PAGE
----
Skip to Main Content
Menu
Contact Us Search
OHV Title

Wildflowers at Hungry Valley

Hungry Valley Wildflower Report - March 26, 2017

The grasslands are slow to show bright color yet, but the deep golden-hued fiddleneck and the pinkish filaree are in abundance.
 
Though just starting in the valley, the flowers are beginning to get showy with purple patches of phacelia found behind Sterling Campground and north of Circle Campground; 4WD recommended to access these sites, though they are visible from Gold Hill Road if you are northbound.
 
The goldfields have exploded in many areas of the park, but are especially eye-catching at the practice track. The white daisy-like tidy tips are blooming between Aliklik and Lane Ranch Campgrounds among the goldfields. Further south, the blue dicks are starting to open on their long, slender stems.
 
Come out and play; and while you are here, enjoy the wildflowers!

Hungry Valley Wildflower Report - March 19, 2017

Bladderpod Photo

Flowers in the park are barely starting, but enjoy the view as you drive to the park with the splashes of yellow coreopsis and fiddleneck in Tejon Pass. Poppies are scarce here, right now, but are reported to be showing color along Highway 138 toward the Antelope Valley California Poppy Reserve near Lancaster.

Within the park, the area around Meadows trail has a light pinkish purple groundcover of filaree, and goldfields and golden bush are starting to show in places along Schmidt Ranch road. The manzanita bushes are covered with pinkish white blossoms along the Oak Grove hiking trail.

Take a drive along the frontage road between Smokey Bear Rd and Gorman to see Joshua trees in bloom. Further north are patches of pale purple phacelia among the yellow valley sunflowers and fiddleneck. The white flowers of the wild cucumber vine sprawl in spots and glow in the morning light.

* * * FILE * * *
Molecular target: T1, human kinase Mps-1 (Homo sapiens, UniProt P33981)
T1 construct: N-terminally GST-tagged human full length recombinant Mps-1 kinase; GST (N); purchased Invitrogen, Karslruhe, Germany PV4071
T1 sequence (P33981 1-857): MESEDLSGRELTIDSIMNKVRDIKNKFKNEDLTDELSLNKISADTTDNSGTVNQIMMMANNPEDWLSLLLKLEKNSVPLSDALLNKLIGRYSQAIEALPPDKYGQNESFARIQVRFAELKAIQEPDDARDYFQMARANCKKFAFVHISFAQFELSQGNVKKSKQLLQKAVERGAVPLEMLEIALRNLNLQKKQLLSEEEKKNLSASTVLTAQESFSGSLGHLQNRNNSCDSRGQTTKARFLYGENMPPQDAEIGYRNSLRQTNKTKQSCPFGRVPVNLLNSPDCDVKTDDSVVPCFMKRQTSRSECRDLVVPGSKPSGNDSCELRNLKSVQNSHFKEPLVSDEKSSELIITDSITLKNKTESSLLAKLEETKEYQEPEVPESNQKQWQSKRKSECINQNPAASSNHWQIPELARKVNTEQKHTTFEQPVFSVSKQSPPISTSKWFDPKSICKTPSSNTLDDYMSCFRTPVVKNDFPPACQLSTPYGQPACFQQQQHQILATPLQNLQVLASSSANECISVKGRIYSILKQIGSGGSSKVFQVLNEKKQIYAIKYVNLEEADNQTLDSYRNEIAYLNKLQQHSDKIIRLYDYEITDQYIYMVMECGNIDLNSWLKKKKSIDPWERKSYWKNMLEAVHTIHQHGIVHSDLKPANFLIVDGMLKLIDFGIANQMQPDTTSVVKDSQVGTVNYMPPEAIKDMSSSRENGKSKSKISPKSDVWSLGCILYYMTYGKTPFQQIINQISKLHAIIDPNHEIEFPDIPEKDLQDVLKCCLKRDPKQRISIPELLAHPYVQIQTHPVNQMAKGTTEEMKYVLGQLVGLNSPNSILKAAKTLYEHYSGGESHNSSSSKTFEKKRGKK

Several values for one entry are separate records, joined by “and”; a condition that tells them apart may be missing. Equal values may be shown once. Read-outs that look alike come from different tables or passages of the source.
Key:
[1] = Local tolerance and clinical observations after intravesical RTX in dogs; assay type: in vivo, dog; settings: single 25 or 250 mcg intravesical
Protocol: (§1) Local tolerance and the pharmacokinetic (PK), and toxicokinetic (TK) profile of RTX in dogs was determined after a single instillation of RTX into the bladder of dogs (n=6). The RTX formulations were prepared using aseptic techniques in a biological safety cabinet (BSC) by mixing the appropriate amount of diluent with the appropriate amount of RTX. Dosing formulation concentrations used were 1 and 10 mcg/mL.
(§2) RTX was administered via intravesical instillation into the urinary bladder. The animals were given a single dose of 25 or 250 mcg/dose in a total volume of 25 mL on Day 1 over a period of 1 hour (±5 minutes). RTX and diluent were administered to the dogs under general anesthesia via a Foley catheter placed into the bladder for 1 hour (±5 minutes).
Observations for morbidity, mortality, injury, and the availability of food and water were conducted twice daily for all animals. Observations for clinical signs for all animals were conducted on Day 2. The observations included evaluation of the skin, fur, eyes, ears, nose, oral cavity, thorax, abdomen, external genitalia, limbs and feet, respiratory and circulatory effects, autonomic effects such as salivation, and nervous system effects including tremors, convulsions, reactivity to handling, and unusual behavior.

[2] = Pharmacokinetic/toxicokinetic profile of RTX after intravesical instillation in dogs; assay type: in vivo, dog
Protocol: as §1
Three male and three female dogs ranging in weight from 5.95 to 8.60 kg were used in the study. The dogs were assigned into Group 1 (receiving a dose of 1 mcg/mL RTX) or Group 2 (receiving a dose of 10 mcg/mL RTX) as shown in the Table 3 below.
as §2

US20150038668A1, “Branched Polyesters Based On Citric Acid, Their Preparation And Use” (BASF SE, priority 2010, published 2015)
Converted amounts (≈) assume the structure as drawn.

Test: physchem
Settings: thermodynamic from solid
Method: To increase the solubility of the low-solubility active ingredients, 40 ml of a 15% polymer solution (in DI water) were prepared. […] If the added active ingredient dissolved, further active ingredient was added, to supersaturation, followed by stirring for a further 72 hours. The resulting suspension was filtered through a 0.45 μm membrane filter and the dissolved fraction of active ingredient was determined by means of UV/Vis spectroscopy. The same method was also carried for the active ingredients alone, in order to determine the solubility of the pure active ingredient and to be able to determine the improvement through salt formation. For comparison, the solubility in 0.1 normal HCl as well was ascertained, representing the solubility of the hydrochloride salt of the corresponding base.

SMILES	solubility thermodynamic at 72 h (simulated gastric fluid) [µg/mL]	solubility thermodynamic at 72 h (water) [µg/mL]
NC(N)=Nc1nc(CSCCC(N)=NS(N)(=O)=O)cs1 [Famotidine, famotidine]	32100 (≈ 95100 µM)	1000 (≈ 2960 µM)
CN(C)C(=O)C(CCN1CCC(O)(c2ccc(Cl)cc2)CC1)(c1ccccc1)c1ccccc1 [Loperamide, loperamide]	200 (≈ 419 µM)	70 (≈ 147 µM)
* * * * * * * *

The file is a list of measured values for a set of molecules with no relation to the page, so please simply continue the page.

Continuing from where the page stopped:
Also, along the frontage road are bladderpod bushes, showy with their yellow blossoms, and the bush lupine is starting to bloom with their fragrant deep purple flowers.

Please remember that the warm weather that brings out the flowers also brings out the snakes; walk carefully to avoid stepping on flowers, and snakes! Though rattlesnakes are dangerous, they are rarely deadly; however, please keep your distance and let them go on their way.

The flowers should really be popping out over the next few weeks so plan your trip to Hungry Valley now!
Joshua tree bloom photo Valley sunflower photo  Manzanita photo

Wildflowers at Hungry Valley

The wildflowers of Tejon Pass are world renown for their color and abundance. In spring, California Poppies, Goldfields, Lupine, Tidy Tips and other flowers turn the grassy hillsides brilliant shades of orange, yellow and purple. During wildflower season, Hungry Valley SVRA has a self-guided tour route that begins at the Visitor Center and is marked by distinctive blue and white flower signs. (Download the PDF version of the wildflower tour map.)

Wildflower Tour Map

The park annually publishes an informative guide to the native wildflowers of the Tejon Pass. This year, the park is offering self-guided tours. The wildflower brochure, along with a map and directions, are available at the entrance kiosk.

For an update on the most current flower conditions, wildflower enthusiasts are encouraged to call the numbers listed below, the district office at (661) 248-7007 or to check this webpage before visiting the park. Admission to the park is $5.